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Kagan hearings: what you need to know about the first day

This is what we learned from the first day of the Kagan confirmation hearings:

1. Elena Kagan has an amazing ability to sit stone-faced for a long period of time.

2. Democrats apparently really, really like her, as evidenced by their effusive praise and absolute lack of criticism or skepticism of conservative positions she's taken as solicitor general on such matters as indefinite detention and anti-terrorism laws.

3. Republicans -- with the exception of South Carolina's Lindsey Graham -- apparently aren't aware of these conservative positions or are ignoring them because they don't fit neatly into their caricature of Kagan. Instead, they attempt -- unsuccessfully -- to paint Kagan as a scary, unqualified, anti-military activist who's eager to join liberal justices in rewriting the Constitution in their own image and for their own gains.

4. Democrats clearly want to turn the hearings into a forum about the evils of corporate America and the plight of the Little Guy. (This must be polling well in advance of the mid-term elections.) Virtually every Democratic senator advanced a version of this theme, often by blasting the Supreme Court over the Citizens United decision handed down earlier this year that nullified provisions of campaign finance law. BP and the gulf oil spill also made a guest appearance.

5. We don't need an opening round of statements from the senators. it isn't constitutionally mandated, wastes time and only serves to give senators a platform for useless grandstanding. By the time of the hearings, any nominee has met with every member of the committee; this was certainly true of Kagan, who could not have been surprised by anything the senators had to say in this open session. I wouldn't have a problem allowing the chairman and ranking member of the Judiciary Committee 10 to 15 minutes to lay out their thoughts, followed by a brief statement from the nominee. The question-and-answer session, which provides the best opportunity to get a good sense of the would-be justice, should start immediately thereafter.

What's most important going forward is that senators and the country get a chance to understand how Kagan approaches judging. In other words, that we get a glimpse into her mind. How does she balance conflicting constitutional prerogatives? Does she consider legislative history in interpreting statutes? Should foreign law have a role in deciding U.S. cases? These topics won't trigger the kind of intense exchanges that are sure to come when Kagan is questioned about her decision to limit on-campus privileges for military recruiters at Harvard Law School. But they will have a huge impact in how she decides cases that affect little and big guys alike.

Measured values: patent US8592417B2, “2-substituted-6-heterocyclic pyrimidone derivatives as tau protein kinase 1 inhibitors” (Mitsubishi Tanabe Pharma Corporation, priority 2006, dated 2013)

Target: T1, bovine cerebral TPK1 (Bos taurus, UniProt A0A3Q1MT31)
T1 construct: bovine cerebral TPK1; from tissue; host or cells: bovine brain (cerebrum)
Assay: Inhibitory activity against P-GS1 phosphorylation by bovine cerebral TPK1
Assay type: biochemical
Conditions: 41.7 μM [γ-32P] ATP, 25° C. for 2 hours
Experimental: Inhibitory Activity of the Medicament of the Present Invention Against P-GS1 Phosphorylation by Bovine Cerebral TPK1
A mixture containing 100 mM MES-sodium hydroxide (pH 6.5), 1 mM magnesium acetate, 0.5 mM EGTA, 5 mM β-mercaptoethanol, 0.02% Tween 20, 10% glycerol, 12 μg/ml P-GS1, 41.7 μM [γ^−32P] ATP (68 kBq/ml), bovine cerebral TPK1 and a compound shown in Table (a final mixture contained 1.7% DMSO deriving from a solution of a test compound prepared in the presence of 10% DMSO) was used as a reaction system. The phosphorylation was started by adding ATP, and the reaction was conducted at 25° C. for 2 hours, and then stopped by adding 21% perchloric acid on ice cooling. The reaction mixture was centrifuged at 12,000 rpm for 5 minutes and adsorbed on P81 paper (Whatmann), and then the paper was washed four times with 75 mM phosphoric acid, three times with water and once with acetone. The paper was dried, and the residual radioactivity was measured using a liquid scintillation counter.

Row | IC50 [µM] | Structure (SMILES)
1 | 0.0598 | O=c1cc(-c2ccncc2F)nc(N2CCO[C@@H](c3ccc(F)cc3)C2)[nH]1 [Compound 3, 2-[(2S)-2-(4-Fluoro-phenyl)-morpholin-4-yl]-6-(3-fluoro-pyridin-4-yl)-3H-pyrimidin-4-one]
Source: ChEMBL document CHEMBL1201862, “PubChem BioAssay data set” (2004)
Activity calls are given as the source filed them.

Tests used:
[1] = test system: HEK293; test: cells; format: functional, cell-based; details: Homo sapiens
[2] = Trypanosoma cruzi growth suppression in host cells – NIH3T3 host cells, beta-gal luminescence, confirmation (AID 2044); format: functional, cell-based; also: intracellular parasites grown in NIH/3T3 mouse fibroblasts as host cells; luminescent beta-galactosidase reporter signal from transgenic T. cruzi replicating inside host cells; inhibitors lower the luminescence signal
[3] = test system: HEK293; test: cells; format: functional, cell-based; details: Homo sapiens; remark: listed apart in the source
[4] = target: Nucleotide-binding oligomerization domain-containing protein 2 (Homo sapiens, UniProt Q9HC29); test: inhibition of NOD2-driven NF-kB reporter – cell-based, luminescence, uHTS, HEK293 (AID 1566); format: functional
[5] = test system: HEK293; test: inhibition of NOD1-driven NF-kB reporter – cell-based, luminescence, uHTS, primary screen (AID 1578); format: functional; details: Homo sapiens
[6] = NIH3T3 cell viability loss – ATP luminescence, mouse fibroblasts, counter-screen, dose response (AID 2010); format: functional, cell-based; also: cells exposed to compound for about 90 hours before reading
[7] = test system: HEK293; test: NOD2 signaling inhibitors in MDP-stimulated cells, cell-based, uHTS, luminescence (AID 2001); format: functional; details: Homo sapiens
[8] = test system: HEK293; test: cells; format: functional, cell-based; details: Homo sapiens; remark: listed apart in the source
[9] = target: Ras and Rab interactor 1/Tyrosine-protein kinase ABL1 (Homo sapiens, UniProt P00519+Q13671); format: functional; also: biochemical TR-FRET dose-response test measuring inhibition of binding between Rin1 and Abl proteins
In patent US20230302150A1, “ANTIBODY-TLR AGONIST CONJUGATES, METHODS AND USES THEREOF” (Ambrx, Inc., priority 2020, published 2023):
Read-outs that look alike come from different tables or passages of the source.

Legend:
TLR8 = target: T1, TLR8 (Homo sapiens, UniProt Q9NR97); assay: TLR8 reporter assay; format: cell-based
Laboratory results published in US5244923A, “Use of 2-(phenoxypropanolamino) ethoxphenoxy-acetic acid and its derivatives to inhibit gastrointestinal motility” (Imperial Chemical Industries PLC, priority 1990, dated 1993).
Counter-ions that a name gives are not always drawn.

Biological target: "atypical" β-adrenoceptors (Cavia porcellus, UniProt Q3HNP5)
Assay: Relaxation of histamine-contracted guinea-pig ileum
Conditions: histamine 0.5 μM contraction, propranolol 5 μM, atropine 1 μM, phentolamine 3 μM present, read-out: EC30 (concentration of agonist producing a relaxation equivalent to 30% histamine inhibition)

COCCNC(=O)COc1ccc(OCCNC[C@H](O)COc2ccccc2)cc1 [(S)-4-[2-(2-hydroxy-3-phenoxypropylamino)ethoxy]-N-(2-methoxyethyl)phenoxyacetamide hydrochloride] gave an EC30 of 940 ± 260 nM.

By Eva Rodriguez  | June 28, 2010; 6:04 PM ET
Categories:  Rodriguez  | Tags:  Eva Rodriguez  
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Comments

It would be really nice - and honest - to remember that limiting military recruiters' access to Harvard's program for assisting any recruiters was NOT Kagan's decision. It was Harvard's decision, and long predated her accession to the position of Dean of Harvard's Law School. In other words, she was following the policy laid down by her employer.

Yes, she signed on to a "friend of the court" brief in support of the non-discrimination policy of Harvard and many other schools. That was her personal choice. But not allowing military recruiters to take advantage of Harvard's special services for employer recruiters was not her choice, but rather her duty in carrying out rules set down by Harvard. And she and Harvard did arrange for military recruiters to take advantage of the assistance of Harvard's veterans association.

The military was never barred from Harvard's campus, nor from the Law School's campus. From what I've read, military recruiters had no difficulty in spreading their message at Harvard, even to Law School students. As for the military's attitude towards Kagan, she was invited in 2007 to address the students at West Point, which she did. She told them she had accepted their invitation in order "to thank all of you senior cadets — and to wish you Godspeed as you go forward to serve your country and your fellow citizens in the greatest and most profound way possible." - hardly the remarks one would expect from someone who is "anti-military".

Posted by: vklip1 | June 28, 2010 9:33 PM | Report abuse

"5. We don't need an opening round of statements from the senators."

I agree. BUT somehow Ms Rodriguez missed the pretty blatant point that virtually all of the senators of the "party of Lincoln," starting with Ranking Minority Member and explicit Klan supporter Jeff Sessions, went far out of their way to show their hostility to the idea that uppity people should have access to the same rights as white men.